The Best Of Hong Kong
Lifestyle News
By Andrea Lo | July 15th, 2019

In this series, we explore expressions seen in everyday life and others with more obscure origins. 

抽水 chau1 sui2 is one of those expressions that has a much deeper meaning that what the characters say. Literally “taking water,” it means “taking advantage of a situation in a way that solely benefits oneself.”

The most widely understood meaning of chau1 sui1 is when someone gets involved with a particular situation they have no part of, and with ulterior motives. Perhaps they want to make it worse for the parties involved — or they’re simply using the opportunity to make themselves look good. 

In a sense, it’s basically what we know in modern English lingo as “taking advantage of”, or nowadays, even something remotely like “throwing shade”. From politicians to media commentators, lots of figures in Hong Kong have been accused of “taking water” in the past.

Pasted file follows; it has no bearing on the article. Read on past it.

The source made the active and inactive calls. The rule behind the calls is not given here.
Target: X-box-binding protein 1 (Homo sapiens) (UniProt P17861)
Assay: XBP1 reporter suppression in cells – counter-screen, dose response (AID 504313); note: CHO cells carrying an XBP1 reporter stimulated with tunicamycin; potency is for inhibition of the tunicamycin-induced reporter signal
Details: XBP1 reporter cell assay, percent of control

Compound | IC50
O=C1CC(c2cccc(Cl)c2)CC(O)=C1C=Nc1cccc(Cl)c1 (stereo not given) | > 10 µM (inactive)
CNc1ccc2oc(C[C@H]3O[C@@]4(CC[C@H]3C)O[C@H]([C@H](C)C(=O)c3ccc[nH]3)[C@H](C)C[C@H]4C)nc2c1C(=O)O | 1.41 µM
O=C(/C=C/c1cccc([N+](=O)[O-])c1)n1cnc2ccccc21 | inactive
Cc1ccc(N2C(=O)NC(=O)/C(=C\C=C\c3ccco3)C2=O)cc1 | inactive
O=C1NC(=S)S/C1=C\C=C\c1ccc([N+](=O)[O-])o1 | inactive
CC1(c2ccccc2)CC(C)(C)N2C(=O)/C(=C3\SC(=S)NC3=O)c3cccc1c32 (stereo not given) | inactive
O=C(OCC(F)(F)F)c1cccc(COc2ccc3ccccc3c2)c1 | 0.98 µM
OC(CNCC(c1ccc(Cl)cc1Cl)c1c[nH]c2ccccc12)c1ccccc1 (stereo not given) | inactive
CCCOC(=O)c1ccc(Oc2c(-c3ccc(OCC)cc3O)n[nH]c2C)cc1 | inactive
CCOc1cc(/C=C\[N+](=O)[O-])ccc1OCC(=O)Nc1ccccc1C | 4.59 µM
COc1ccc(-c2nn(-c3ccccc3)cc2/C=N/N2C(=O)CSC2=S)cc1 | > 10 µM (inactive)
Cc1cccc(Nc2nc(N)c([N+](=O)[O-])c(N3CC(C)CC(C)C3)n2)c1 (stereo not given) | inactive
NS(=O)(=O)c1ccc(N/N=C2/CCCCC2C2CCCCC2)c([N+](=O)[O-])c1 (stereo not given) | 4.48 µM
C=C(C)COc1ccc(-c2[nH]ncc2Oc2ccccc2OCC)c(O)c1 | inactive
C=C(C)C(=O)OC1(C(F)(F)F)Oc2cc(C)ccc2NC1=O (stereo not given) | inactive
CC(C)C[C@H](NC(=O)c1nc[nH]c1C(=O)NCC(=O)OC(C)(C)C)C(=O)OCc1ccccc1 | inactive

Like many other Cantonese expressions, no one can quite be sure where chau1 sui1 has come from — though there’s an interesting theory behind its origins. In Cantonese, “water” is commonly used as slang for “money” or “financial gain.” It’s said that, at gambling dens and casinos, the house would often take a portion of players’ winnings as a commission of sorts. This can either come in the form of the casino directly pocketing money from players, or overcharging winners who choose to wine and dine at the casino with their winnings in order to turn a profit. Hence taking “water,” or money — for their own benefit. 

There is concern that chau1 sui1 is beginning to lose its meaning thanks to overuse, particularly in local media. Nowadays, you might see it being used to describe everything from Instagram users who use hashtags that are unrelated to the content posted, to celebrities who call up paparazzo to snap “candid” photos of them. It’s also been reported that certain people feel deterred from speaking up about certain causes and issues in society, for fear of being accused of chau1 sui1. 

Have you ever “taken water” or been a victim of it? Tell us in the comments below. 

Read more Canto Slang here.